Catalent and BASF team up to solve the bioavailability problem

By Natalie Morrison

- Last updated on GMT

Related tags Biopharmaceutics classification system Pharmacology

Catalent and BASF team up to solve the bioavailability problem
Catalent and BASF have joined forces to tackle bioavailability challenges from feasibility studies to commercial supply.

In a new open alliance, the firms will provide services for researchers who have solubility or permeability problems over their molecular entities, specifically for BCS (Biopharmaceutics Classification System) Class II and IV substances.

The new “seamless”​ package include services for feasibility studies across multiple technologies, solid state chemistry, formulation, excipients and optimal dose form development, through to scale-up and supply.

Catalent will provide its OptiMelt hot melt extrusion tech, as well as its Softgel platform, whilst BASF brings its excipients and formulation components know-how, such as the Soluplus technology.

Nick Johnson, strategic marketing director for Catalent told Outsourcing-Pharma, now is the time to jump into the solubility solutions game: “As drug candidates have become increasingly complex, bioavailability has emerged as a critical challenge.

“Effectively addressing the technical challenges will lead to an increase in the productivity of clinical pipelines, giving a better return for R&D investment.”

He said the new offering is a “unique solution”​ which simplifies the process of making drugs more efficient, with the goal of getting products to market quicker.

Ralf Fink, VP of global marketing for BASF’s pharma ingredients services, added: "With our broadest portfolio of solubilisers and excipients for hot-melt extrusion, coupled with Catalent’s strengths in development, formulation and manufacturing, we are in a unique position to solve the solubility challenge.”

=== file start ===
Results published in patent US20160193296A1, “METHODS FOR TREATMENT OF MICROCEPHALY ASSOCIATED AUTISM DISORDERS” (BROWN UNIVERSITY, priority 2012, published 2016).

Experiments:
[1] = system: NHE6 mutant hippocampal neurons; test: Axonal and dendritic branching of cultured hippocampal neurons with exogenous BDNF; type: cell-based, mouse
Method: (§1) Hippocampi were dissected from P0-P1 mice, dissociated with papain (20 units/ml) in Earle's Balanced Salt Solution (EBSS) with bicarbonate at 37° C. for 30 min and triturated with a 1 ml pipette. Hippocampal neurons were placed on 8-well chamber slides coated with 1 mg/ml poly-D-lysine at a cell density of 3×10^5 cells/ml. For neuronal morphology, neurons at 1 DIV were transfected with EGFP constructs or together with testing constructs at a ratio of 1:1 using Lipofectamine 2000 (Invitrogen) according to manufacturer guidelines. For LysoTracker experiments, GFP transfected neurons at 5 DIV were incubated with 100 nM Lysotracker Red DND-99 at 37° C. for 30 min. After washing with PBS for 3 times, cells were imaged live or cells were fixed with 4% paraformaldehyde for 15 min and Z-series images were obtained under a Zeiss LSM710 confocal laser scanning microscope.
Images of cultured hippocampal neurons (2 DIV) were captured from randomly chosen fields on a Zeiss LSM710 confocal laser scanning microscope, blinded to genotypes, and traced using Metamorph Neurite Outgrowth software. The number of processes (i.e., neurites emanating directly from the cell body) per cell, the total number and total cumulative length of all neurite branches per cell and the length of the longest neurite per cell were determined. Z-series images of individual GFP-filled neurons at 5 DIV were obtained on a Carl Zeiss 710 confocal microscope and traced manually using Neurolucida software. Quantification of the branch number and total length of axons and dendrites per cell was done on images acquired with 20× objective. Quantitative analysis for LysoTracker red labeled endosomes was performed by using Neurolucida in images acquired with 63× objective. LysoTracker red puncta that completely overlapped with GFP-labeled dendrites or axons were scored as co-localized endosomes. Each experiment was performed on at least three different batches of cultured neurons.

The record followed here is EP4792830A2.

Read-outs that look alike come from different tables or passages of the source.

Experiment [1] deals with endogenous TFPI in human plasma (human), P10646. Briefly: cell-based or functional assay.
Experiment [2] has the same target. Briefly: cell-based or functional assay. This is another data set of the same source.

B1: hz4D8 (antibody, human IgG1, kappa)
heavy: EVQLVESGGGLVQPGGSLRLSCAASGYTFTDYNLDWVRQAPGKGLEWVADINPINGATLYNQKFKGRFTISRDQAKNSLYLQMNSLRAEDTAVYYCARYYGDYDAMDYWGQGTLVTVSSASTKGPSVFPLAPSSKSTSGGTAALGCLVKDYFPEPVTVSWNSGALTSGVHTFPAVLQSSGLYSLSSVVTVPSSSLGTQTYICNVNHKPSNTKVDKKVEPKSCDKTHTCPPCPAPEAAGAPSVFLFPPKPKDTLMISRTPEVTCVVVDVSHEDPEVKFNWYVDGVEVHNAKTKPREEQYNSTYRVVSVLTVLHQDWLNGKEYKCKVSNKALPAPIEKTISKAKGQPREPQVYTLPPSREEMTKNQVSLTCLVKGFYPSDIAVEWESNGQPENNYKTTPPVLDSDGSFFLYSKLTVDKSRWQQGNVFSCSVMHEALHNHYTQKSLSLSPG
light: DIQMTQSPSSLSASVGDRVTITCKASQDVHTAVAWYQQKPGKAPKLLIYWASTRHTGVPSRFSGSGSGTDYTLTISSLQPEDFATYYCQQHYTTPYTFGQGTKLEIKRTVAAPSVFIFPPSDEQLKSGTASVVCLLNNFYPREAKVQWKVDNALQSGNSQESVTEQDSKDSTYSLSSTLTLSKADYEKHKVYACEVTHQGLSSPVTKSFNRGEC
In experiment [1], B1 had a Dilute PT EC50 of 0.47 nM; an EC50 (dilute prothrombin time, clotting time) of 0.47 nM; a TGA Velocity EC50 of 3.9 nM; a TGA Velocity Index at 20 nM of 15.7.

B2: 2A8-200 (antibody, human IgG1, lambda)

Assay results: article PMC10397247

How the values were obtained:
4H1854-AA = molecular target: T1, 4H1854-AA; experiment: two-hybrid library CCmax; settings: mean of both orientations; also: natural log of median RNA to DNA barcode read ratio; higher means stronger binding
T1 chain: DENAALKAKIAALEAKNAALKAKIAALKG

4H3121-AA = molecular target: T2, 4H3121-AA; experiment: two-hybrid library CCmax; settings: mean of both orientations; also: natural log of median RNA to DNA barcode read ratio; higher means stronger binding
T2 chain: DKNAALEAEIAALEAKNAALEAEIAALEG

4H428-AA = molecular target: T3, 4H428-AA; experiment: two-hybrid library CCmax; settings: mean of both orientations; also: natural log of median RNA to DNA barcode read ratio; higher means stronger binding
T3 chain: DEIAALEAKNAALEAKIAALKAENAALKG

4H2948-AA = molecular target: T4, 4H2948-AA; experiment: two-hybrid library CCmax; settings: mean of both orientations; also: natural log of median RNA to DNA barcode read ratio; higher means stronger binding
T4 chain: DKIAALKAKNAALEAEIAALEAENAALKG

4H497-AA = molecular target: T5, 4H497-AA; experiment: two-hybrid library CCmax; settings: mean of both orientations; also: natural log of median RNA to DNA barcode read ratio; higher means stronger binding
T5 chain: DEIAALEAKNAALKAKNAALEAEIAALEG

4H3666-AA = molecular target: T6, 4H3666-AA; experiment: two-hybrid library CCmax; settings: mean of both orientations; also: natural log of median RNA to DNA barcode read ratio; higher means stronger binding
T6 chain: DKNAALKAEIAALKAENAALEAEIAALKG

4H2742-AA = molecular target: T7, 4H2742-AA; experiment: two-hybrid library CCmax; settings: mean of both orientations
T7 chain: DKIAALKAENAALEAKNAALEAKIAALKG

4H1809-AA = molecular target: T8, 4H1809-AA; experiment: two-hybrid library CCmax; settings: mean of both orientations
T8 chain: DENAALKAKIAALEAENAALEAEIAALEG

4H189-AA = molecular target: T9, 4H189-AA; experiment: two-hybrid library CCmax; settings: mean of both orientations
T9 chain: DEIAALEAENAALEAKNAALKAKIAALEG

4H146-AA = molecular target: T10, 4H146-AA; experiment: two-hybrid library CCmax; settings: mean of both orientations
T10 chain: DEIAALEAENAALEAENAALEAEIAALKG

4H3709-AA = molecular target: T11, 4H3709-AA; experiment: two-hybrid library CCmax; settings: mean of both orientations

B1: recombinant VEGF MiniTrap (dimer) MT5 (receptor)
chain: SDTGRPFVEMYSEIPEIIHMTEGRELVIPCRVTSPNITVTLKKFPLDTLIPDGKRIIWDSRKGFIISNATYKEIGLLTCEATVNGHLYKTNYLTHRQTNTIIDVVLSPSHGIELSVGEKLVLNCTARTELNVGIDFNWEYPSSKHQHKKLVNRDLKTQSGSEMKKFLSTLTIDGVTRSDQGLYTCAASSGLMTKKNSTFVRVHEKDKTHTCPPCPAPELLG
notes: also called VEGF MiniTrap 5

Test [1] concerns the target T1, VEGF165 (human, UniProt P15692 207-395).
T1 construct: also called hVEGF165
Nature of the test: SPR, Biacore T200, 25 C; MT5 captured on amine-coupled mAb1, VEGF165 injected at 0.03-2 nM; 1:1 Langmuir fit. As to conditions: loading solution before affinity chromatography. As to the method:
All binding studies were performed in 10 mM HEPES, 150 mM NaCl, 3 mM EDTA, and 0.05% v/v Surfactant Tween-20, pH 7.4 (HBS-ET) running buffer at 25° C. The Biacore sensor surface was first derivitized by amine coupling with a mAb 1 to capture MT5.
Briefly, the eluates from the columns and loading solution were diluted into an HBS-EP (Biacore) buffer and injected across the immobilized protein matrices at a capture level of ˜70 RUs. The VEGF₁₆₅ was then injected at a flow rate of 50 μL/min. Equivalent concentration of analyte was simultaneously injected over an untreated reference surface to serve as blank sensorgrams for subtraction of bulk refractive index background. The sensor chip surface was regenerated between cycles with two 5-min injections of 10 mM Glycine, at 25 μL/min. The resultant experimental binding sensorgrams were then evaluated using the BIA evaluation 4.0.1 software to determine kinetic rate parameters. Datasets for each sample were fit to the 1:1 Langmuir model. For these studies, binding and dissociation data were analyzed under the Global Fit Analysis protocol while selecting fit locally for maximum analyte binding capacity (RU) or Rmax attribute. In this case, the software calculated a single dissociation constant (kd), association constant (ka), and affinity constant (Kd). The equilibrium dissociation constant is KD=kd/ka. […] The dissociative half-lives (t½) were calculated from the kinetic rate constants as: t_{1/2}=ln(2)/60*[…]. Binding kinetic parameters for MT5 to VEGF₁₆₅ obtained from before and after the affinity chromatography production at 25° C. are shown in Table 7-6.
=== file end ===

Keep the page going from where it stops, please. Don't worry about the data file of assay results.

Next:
Not just for new molecules

The companies were keen to stress that the service is not aimed squarely at newly discovered molecules.

Johnson said: “It could even mean that some candidates that were withdrawn due to bioavailability issues could be re-examined.”

However he did say the sooner the tech is used on a compound the better.

“Effective formulation of poorly soluble drugs, at an early stage of development, will lead to optimal product profiles; for example, drugs having reduced patient pill-burden, resulting in better compliance,”​ he added.

Working globally

When Outsourcing-Pharma asked if the service would be provided to emerging countries as well as in Europe and the US, Johnson replied: “The service is focused on enabling the effective development and commercialisation of pharmaceuticals that have poor bioavailability.

“As a global company we are well placed to bring this capability to innovator companies, irrespective of their location.”

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